A “flesh-eating” version of group A Streptococcus bacteria, or necrotizing fasciitis, emerged because of just four mutations that occurred within 35 years in a single progenitor cell line, according to a paper published in PNAS. Researchers led by James Musser of the Houston Methodist Research Institute analyzed genome sequences of 3,615 strains of group A strep.
The flesh-eating strain of group A Streptococcus releases a protein that breaks down muscle, fat, and skin. Antibiotics can curb the infection, but the fatality rate can be as high as 70 percent for untreated cases.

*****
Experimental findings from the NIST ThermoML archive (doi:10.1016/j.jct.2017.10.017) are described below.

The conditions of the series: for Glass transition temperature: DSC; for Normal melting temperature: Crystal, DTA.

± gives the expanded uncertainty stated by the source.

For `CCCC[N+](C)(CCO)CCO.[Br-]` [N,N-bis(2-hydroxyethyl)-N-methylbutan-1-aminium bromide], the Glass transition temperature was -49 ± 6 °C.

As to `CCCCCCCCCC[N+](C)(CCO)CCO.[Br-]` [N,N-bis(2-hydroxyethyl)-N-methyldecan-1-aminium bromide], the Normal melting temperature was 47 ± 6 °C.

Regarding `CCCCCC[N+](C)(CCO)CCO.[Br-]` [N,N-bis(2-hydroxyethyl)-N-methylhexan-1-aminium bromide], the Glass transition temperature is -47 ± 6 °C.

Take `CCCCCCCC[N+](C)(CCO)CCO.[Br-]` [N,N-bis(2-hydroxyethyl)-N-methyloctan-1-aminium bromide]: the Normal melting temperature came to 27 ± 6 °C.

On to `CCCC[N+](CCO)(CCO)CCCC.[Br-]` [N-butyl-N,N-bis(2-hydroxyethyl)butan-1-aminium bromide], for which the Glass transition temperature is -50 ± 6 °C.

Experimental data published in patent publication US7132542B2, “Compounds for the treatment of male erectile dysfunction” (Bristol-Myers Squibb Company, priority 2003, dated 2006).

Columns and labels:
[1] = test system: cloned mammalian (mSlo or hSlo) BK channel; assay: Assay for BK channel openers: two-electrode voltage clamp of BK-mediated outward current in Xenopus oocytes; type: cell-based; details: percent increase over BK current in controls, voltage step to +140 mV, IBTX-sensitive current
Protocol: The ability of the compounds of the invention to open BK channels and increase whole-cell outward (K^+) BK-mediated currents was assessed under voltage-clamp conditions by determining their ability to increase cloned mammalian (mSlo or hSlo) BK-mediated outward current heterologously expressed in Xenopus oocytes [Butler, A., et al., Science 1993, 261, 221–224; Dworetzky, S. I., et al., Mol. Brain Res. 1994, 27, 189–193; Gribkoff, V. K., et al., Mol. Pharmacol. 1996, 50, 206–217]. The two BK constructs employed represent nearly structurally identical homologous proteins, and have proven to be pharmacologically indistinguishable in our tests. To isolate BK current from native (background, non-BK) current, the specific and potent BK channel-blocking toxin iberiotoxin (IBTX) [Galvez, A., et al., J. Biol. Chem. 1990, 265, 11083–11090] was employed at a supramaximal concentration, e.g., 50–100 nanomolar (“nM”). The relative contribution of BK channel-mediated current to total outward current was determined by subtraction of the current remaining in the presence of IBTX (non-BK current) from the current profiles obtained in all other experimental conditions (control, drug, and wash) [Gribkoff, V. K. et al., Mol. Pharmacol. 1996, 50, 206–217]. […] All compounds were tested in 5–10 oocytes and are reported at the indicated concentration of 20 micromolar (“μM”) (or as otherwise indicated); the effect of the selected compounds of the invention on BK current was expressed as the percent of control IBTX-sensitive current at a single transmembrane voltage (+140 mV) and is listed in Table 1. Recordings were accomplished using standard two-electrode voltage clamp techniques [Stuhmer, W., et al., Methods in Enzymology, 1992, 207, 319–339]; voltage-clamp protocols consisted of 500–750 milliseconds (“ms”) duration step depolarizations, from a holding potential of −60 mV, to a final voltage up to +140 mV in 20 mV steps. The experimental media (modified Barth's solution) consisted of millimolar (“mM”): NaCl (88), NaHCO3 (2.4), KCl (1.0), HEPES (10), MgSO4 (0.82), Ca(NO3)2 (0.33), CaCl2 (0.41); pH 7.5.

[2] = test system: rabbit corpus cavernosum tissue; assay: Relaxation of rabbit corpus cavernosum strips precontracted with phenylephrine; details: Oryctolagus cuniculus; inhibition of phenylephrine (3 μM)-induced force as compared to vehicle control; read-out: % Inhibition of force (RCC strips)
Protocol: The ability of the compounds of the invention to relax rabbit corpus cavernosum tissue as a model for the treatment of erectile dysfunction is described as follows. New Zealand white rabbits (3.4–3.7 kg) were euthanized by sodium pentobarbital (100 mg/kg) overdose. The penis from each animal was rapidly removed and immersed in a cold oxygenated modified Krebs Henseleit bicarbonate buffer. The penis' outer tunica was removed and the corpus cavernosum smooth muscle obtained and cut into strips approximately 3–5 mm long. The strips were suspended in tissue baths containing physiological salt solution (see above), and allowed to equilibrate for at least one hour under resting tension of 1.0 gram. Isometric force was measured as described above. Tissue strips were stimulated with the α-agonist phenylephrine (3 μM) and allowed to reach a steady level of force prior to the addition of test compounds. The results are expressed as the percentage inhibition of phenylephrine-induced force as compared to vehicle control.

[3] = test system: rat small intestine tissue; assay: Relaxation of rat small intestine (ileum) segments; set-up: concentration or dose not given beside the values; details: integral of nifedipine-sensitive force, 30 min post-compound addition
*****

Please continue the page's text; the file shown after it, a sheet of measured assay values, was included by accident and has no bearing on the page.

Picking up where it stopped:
Researchers traced the functions of four critical mutations that either helped the bacteria become much more infectious or create a more powerful version of the toxic protein. The first mutations happened sometime in the 1960s, the researchers found; the last likely occurred in or around 1983. Soon after, necrotizing fasciitis transformed into an epidemic disease.
“Nothing like this [study] has ever been done before,” David Morens, an epidemiologist at the National Institutes of Health, who did not participate in the study, told The Verge. “This is a pathogenic organism that evolved from something that wasn’t pathogenic, and then morphed into something extremely infectious—and now we know how it happened.”